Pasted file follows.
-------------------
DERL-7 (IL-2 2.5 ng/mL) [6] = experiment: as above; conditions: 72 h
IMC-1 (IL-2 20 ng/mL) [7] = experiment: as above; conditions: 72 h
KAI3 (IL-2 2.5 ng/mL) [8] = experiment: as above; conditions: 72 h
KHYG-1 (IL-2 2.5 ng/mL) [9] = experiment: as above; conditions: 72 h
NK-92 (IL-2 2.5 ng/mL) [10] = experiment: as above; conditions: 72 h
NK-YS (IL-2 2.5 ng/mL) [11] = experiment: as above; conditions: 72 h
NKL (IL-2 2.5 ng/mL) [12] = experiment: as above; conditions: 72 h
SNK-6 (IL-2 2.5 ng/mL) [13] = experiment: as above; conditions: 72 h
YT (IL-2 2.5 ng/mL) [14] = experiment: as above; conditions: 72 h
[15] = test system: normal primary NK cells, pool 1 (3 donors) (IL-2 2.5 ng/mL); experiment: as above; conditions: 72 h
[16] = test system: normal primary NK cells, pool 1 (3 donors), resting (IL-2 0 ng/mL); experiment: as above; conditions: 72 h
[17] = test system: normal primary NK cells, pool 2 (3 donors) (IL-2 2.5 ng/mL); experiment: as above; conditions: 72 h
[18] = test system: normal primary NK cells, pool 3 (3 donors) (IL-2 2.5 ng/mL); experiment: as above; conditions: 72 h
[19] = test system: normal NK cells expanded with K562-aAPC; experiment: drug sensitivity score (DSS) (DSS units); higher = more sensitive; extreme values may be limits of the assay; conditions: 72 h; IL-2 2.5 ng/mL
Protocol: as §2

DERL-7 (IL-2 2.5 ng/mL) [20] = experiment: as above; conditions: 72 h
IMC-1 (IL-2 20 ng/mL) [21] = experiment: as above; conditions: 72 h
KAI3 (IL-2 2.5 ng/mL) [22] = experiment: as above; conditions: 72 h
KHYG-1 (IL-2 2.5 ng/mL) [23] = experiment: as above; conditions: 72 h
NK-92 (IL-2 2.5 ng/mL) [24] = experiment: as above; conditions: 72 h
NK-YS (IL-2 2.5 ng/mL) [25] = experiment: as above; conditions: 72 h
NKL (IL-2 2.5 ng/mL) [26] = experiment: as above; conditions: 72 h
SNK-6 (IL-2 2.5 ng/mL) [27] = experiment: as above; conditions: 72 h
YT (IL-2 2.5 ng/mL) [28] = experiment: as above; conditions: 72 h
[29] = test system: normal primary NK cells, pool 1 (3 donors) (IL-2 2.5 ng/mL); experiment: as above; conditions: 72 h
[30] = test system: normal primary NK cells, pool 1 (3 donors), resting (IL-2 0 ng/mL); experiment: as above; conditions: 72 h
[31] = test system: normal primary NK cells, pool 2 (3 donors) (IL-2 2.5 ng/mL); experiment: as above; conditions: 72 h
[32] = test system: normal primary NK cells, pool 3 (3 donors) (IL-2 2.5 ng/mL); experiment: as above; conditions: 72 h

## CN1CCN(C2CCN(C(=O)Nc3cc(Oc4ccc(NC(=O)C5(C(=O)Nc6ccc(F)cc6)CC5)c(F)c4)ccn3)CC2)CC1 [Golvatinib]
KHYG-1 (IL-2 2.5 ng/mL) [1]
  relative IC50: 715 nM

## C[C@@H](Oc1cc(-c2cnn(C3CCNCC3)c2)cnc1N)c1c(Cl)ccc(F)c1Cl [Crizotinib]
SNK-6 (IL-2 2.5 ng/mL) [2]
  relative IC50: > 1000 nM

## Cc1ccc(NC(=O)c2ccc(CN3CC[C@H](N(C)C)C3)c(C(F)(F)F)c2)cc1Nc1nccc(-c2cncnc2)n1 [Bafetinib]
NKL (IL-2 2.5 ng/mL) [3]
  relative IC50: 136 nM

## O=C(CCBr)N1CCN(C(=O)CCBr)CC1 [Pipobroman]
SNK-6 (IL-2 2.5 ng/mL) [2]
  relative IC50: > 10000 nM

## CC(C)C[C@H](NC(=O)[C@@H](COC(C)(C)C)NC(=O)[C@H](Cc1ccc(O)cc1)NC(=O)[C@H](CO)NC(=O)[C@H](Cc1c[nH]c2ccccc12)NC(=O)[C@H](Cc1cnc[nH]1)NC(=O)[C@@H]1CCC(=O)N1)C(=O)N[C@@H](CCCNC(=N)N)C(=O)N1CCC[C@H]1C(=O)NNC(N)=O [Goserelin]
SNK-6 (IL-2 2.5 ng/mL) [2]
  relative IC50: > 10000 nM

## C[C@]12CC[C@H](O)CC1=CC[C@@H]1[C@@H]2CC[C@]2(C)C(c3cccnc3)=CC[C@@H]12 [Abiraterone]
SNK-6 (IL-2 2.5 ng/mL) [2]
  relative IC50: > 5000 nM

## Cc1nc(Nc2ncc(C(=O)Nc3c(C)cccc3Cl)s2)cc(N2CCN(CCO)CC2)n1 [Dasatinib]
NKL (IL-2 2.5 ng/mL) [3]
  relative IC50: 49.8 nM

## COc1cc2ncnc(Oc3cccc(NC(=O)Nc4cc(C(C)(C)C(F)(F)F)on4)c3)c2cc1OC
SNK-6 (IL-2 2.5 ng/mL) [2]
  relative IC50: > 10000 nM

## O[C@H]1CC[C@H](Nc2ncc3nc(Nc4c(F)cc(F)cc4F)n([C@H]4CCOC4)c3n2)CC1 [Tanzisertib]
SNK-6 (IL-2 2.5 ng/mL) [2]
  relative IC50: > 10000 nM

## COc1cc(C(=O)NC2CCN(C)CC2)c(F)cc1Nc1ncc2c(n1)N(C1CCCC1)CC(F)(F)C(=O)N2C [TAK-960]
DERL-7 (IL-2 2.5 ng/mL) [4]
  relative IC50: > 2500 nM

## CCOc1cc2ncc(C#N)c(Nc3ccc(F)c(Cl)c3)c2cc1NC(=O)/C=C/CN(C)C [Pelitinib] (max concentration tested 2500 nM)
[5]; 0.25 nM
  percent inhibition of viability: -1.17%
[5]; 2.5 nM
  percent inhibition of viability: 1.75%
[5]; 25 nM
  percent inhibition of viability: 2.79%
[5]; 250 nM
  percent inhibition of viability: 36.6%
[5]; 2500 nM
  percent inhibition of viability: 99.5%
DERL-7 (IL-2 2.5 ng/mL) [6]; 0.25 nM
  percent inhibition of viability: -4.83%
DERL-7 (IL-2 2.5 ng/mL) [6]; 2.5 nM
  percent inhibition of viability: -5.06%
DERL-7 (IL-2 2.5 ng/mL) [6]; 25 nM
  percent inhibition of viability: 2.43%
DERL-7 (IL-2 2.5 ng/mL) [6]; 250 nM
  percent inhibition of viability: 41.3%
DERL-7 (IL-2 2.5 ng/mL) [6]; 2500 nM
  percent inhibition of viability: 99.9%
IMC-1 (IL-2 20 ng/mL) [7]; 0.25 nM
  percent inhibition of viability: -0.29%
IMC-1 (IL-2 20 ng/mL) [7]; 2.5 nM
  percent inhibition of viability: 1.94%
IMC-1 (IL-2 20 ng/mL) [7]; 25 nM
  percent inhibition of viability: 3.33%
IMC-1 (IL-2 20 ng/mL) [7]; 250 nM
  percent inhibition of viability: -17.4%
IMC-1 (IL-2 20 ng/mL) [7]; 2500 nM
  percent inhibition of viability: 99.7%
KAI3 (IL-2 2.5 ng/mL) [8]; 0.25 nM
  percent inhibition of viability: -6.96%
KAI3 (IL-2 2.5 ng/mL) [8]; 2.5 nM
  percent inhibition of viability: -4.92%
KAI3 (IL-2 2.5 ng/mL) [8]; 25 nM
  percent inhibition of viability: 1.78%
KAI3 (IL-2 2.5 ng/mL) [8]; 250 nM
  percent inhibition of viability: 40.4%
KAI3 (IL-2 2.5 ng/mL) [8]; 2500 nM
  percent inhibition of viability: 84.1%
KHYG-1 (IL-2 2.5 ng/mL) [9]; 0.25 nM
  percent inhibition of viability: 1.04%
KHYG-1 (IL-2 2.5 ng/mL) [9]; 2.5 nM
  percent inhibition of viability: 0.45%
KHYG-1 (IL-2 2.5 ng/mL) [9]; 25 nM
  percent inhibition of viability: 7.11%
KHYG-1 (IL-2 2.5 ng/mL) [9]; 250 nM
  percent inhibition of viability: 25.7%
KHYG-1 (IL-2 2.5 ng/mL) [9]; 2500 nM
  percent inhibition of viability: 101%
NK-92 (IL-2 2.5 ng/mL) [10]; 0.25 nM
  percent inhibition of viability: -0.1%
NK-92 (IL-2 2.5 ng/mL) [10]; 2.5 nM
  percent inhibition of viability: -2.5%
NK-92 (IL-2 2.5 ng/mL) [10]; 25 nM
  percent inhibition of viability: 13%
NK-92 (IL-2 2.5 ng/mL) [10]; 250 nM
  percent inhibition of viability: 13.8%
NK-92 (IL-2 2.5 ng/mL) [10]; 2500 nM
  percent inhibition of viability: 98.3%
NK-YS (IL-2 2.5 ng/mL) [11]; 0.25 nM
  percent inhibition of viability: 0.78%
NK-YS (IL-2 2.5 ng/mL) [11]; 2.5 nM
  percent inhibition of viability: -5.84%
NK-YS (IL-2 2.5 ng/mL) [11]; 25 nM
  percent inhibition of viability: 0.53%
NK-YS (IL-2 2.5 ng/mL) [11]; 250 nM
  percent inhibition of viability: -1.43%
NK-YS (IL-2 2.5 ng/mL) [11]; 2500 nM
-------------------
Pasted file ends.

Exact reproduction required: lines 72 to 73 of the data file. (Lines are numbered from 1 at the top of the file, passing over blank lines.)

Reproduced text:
DERL-7 (IL-2 2.5 ng/mL) [6]; 2.5 nM
  percent inhibition of viability: -5.06%